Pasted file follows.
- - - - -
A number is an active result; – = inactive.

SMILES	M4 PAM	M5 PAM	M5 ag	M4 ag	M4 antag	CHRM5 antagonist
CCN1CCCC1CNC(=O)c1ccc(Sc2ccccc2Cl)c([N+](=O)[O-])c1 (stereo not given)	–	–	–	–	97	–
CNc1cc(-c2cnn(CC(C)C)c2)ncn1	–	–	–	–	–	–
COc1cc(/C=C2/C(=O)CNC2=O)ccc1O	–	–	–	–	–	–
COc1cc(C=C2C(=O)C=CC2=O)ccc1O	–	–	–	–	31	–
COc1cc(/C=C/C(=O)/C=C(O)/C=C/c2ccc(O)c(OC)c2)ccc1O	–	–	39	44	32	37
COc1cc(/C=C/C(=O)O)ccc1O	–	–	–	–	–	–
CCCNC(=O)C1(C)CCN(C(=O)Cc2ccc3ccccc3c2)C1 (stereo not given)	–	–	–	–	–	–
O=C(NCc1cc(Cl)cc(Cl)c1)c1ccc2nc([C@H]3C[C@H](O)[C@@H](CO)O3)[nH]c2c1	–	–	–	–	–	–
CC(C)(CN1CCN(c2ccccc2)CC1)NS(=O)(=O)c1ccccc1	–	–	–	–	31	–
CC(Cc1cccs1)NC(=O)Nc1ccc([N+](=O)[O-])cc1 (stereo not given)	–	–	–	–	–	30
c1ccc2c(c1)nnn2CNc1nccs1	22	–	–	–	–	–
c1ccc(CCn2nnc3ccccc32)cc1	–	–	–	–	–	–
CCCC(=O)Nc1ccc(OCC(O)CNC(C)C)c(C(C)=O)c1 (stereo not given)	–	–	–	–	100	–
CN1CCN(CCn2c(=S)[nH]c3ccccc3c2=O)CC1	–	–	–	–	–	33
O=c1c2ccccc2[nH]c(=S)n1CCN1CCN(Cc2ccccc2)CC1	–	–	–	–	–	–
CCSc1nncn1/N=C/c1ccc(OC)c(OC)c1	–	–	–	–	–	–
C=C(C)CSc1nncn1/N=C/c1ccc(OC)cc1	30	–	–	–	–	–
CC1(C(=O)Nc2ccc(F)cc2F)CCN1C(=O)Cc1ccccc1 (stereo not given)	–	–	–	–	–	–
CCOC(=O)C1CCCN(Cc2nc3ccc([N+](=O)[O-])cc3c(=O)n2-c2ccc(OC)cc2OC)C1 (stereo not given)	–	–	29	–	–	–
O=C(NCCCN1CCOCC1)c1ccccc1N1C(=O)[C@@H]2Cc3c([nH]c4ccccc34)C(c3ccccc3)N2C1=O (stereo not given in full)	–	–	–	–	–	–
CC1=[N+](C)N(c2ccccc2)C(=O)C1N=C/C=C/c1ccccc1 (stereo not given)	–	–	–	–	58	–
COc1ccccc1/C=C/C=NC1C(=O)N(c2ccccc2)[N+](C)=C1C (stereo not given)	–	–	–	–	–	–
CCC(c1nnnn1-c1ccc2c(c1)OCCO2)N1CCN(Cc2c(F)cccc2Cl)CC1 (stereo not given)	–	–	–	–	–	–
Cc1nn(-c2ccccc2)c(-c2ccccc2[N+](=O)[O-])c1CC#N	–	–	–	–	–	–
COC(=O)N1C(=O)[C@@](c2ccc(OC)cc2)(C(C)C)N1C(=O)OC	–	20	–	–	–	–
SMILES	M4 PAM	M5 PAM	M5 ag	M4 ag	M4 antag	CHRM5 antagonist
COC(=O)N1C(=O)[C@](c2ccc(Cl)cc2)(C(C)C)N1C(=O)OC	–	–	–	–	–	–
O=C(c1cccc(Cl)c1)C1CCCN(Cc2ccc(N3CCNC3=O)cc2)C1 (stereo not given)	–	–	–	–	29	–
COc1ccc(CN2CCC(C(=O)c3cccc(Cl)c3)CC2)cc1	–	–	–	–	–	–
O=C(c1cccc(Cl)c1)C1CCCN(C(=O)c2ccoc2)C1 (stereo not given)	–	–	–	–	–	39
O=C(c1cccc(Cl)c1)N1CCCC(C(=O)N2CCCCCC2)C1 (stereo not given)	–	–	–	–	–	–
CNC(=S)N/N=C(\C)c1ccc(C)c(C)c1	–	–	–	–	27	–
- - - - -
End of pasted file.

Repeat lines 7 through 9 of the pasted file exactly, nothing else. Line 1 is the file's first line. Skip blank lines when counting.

COc1cc(/C=C/C(=O)/C=C(O)/C=C/c2ccc(O)c(OC)c2)ccc1O	–	–	39	44	32	37
COc1cc(/C=C/C(=O)O)ccc1O	–	–	–	–	–	–
CCCNC(=O)C1(C)CCN(C(=O)Cc2ccc3ccccc3c2)C1 (stereo not given)	–	–	–	–	–	–